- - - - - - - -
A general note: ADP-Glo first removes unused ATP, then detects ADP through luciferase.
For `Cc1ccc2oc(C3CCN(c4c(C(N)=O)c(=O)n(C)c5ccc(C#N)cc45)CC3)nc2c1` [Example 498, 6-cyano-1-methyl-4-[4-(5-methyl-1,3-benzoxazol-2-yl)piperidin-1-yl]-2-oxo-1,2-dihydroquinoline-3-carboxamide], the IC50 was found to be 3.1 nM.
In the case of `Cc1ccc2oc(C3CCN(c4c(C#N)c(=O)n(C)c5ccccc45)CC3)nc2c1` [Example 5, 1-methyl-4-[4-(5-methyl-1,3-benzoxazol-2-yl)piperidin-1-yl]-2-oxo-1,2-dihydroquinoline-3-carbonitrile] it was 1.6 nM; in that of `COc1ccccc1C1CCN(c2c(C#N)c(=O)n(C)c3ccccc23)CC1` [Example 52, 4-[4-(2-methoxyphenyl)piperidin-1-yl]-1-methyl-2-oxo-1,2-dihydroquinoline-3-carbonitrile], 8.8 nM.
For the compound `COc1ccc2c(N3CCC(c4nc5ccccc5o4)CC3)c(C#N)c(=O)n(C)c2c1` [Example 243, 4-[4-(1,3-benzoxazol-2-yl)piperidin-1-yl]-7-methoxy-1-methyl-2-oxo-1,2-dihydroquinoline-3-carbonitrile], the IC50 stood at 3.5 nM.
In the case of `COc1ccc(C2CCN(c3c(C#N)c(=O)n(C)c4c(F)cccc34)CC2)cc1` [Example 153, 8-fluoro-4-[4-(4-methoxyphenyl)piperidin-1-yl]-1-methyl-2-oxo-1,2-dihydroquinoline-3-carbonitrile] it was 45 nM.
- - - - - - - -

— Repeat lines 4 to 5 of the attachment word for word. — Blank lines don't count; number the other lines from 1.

For the compound `COc1ccc2c(N3CCC(c4nc5ccccc5o4)CC3)c(C#N)c(=O)n(C)c2c1` [Example 243, 4-[4-(1,3-benzoxazol-2-yl)piperidin-1-yl]-7-methoxy-1-methyl-2-oxo-1,2-dihydroquinoline-3-carbonitrile], the IC50 stood at 3.5 nM.
In the case of `COc1ccc(C2CCN(c3c(C#N)c(=O)n(C)c4c(F)cccc34)CC2)cc1` [Example 153, 8-fluoro-4-[4-(4-methoxyphenyl)piperidin-1-yl]-1-methyl-2-oxo-1,2-dihydroquinoline-3-carbonitrile] it was 45 nM.